The villain of the peace: how online ads broke the world

Silent movie villain
(Is it me, or does this look like Jeremy Clarkson?)

As I write this there’s a scandal developing at Newsweek with District Attorney raids, all kinds of lurid allegations and staff apparently fired for investigating their own company.

Senior writer Matt Cooper resigned, and in his letter he wrote:

It’s the installation of editors… who relentlessly sought clicks at the expense of accuracy, retweets over fairness, that leaves me most despondent not only for Newsweek but for other publications that don’t heed the lessons of this publication’s fall.

Clicks at the expense of accuracy is a pretty good way to sum up not just online news sites, but all online media.

As the ever readable Farhad Manjoo writes in the New York Times, the internet’s central villain is the advertising business.

(As a writer for many ad-funded media outlets I’m aware of the irony in posting this.)

As Manjoo puts it:

the online ad machine is also a vast, opaque and dizzyingly complex contraption with underappreciated capacity for misuse — one that collects and constantly profiles data about our behavior, creates incentives to monetize our most private desires and frequently unleashes loopholes that the shadiest of people are only too happy to exploit.

It’s a severely broken and easily manipulated system that prioritises and rewards the worst of us: fake news over facts, scaremongering over science, horror over humanity. It’s a playground for bigots and propagandists, trolls and fraudsters and extremists of all kinds.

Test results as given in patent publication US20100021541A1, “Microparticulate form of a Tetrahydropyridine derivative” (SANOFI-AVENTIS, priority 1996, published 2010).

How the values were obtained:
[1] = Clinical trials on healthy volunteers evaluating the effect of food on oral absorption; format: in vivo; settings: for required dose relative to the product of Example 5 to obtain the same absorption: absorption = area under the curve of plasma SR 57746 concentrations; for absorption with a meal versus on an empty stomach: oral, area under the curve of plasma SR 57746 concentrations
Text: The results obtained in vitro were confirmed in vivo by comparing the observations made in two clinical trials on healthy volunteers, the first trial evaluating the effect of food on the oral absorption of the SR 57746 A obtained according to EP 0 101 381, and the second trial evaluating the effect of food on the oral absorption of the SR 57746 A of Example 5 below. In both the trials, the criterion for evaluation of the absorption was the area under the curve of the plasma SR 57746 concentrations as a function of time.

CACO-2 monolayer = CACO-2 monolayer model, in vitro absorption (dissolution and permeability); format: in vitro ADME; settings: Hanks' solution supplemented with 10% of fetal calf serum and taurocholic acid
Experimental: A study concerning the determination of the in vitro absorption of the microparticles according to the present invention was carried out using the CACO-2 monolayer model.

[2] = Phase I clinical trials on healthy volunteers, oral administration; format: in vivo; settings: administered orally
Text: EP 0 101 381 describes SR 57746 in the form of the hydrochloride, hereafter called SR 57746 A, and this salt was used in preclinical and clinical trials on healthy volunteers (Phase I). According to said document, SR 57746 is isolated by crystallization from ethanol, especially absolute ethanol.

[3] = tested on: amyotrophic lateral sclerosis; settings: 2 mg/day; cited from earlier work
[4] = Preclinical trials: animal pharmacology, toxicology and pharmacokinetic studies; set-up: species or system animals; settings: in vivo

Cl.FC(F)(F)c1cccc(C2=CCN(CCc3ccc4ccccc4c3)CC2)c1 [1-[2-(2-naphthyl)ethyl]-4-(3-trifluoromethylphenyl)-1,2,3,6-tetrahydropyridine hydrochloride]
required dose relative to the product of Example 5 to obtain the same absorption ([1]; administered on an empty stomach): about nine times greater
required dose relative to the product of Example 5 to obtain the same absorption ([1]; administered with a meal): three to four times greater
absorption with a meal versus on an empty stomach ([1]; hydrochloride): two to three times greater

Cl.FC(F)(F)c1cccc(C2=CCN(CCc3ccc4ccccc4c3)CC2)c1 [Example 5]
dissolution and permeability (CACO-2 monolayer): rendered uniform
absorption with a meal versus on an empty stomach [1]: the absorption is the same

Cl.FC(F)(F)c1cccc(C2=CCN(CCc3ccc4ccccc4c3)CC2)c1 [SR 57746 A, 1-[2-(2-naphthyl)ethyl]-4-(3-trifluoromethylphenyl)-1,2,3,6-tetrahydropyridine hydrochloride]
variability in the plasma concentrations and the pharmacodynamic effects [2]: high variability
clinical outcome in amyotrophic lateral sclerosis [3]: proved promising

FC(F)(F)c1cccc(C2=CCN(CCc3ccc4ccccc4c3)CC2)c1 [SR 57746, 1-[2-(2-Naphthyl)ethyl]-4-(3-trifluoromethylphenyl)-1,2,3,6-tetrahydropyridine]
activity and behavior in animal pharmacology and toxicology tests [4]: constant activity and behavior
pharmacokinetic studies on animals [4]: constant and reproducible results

And this system, this terrible monster that’s poisoning so much of everyday discourse, is the one we asked for. It’s become the system that drives everything online – which means it drives much of real life too.

“Pay for stuff? Sod that!” we told the internet. “Mine our misery for money!”

It turns out that wasn’t our smartest idea.

As Manjoo concludes:

In 2015, Timothy D. Cook, Apple’s chief executive, warned about the dangers of the online ad business, especially its inherent threat to privacy. I wrote a column in which I took Mr. Cook to task — I argued that he had not acknowledged how ad-supported services improved his own company’s devices.

I stand by that view, but now I also regret dismissing his warning so cavalierly. Socially, politically and culturally, the online ad business is far more dangerous than I appreciated. Mr. Cook was right, and we should have listened to him.



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